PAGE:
Tighten your seatbelts: dollar set for wild ride
After flirting with the US60c mark yesterday the New Zealand dollar has slipped back to 0.588755c and is set for a bumpy ride over the coming months, with its fate closely tied to global equity markets and the price of commodities.
BNZ currency strategist Danica Hampton believes last night’s currency moves are an indication of things to come.
With stock markets rebounding 25% from their March lows investors have trimmed back safe-haven positions in the US dollar, “which is generally weak,” and seen a fresh appetite for high-yielding currencies from Japan following the beginning of its fiscal new year, helping to drive the kiwi up.
Investor confidence however, remains fragile and it won’t take much to pop the bubble.
The first quarter Northern Hemisphere corporate earnings season is about to begin, and it will only take some negative corporate earnings and a slide in equity markets for investors to suddenly be looking at “a half empty glass again,” says Ms Hampton.
“In that sort of scenario we will see the kiwi slide.”
For these reasons and more the kiwi dollar’s rapid rise over the past couple of weeks is unlikely to be the start of a new uptrend, given that it’s currently riding an optimistic wave that is likely to be immediately followed by pessimism over the next few weeks.
BNZ’s fair value model for the New Zealand dollar has risen dramatically over the last month, largely because of the increase in New Zealand interest rates, the widening of the interest rate spreads, and rising commodity prices.
It currently has the kiwi at a fair value range of 57.5c to 59.5c, which seems appropriate, but if the dollar breaks through the US60c mark it will start to look decidedly unsustainable on the topside unless there is further upward pressure on New Zealand interest rates or a strong rally in commodity prices.
However, trying to pick the level of the currency “is kind of like standing in front of a speeding truck,” shrugs Ms Hampton.
The other factor to consider is that the New Zealand market isn’t pricing in as much easing as is likely from the Reserve Bank, so the risks in the next month or so are skewed in favour of New Zealand interest rates falling.
“So if we do see a further narrowing of interest rate spreads then that will also reduce support for the kiwi and we could well see the kiwi tumble a little bit lower. I really think in the next two or three months we’re probably going to see the currency trade choppily between a 50c and 60c range,” says Ms Hampton.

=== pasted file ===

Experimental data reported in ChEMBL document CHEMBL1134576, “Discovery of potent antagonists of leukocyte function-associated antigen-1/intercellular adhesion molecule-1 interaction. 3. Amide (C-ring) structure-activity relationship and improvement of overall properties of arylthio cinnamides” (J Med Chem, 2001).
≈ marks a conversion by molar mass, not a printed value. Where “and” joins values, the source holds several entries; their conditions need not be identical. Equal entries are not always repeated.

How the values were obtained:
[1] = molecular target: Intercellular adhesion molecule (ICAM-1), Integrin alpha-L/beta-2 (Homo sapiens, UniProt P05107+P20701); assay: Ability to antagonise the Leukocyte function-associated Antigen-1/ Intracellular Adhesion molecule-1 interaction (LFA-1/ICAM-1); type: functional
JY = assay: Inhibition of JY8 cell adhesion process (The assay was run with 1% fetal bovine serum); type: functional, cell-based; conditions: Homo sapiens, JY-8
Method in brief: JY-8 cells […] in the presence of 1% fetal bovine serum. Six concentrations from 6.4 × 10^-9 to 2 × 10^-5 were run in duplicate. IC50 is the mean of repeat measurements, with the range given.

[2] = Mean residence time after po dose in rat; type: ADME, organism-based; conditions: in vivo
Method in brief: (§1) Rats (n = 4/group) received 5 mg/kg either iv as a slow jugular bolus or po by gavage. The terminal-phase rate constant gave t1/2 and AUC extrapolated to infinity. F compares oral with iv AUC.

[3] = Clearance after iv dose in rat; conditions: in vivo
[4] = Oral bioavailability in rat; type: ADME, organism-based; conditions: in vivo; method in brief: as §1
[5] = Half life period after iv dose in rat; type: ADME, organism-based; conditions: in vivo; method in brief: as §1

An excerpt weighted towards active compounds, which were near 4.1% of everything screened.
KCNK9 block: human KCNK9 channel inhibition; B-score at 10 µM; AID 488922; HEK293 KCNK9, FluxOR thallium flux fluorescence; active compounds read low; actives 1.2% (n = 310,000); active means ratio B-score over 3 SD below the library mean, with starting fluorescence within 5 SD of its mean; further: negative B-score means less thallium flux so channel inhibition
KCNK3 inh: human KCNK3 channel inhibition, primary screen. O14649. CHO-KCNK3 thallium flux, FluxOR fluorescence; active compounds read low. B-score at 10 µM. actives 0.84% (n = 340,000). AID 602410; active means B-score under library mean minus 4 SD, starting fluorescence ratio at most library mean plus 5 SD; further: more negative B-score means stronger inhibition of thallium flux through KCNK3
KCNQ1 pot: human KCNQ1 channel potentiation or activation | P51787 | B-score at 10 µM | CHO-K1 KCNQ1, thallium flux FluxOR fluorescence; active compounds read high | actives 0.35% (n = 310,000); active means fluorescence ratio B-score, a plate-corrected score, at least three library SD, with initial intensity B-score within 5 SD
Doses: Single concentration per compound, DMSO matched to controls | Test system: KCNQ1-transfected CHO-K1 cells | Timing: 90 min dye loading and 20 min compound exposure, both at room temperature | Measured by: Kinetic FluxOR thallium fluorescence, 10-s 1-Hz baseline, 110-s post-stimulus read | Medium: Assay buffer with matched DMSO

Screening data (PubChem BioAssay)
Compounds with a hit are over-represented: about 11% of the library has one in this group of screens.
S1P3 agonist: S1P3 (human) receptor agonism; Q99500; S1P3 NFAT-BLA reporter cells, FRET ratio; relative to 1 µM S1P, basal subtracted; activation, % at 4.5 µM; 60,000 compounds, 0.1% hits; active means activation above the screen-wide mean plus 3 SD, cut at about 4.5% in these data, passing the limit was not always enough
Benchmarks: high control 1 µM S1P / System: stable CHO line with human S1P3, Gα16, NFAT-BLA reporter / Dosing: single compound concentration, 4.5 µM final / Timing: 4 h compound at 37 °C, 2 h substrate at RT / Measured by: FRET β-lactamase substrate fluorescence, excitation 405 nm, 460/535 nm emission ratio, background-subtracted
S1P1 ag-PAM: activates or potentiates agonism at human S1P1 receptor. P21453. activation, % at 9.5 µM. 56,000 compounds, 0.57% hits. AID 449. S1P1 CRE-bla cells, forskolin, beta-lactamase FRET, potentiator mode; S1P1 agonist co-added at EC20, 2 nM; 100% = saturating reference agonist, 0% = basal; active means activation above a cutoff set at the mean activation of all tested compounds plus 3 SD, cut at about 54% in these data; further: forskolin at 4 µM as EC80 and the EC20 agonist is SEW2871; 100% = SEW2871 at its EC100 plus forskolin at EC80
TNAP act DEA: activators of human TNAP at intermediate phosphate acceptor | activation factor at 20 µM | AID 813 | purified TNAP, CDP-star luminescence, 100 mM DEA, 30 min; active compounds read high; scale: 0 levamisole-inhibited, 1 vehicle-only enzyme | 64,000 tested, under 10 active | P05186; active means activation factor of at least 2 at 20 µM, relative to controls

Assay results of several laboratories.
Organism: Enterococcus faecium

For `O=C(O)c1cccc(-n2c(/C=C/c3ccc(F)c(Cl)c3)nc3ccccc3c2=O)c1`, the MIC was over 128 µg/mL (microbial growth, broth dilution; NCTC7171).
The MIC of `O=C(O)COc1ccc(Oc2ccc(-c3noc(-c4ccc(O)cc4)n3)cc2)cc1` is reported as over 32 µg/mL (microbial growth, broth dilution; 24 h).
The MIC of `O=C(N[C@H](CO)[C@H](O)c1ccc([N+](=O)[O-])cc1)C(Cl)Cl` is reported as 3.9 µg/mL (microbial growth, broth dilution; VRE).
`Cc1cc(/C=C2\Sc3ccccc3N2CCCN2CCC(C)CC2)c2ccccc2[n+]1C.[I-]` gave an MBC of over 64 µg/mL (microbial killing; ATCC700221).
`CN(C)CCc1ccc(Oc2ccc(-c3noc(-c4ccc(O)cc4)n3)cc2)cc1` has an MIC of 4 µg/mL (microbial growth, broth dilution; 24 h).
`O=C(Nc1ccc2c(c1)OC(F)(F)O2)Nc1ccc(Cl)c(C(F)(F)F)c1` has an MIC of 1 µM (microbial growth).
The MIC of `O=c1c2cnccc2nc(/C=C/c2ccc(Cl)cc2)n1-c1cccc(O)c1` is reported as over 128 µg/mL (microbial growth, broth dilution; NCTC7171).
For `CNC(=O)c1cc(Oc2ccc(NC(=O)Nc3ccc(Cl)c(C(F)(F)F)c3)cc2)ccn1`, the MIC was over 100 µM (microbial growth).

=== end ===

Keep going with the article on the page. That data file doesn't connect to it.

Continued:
The New Zealand dollar is unlikely to fall higher or lower than that range for a sustained period.
Renewed pressure for rate cuts
Pressure is mounting for Reserve Bank governor Alan Bollard to cut the Official Cash Rate by 50 basis points at the next meeting, rather than the two 25 basis point cuts he signalled at the last meeting – particularly if the Reserve Bank of Australia cuts by 50 basis points later this afternoon.
New Zealand’s OCR of 3% is still a lot higher than interest rates around most of the rest of the world, and last week’s Reserve Bank statement expressing concern about the upward pressure on wholesale interest rates, reinforces the downside risks to the next rate cut.
Data due out from the Eurozone over the coming week is likely to see the Euro start to slide, which will in turn keep pressure on the kiwi.
European leaders seem reluctant to apply monetary and fiscal stimulus, which threatens to prolong the European recession says Ms Hampton.
"Ultimately currencies are a stock price on the country so if growth in the Eurozone is going to fall at a sharper pace than elsewhere in the world, then ultimately that will weigh on the currency.
"The Euro has been the biggest beneficiary over the last month of the US dollar weakness, and I just don’t think that reflects economic fundamentals.”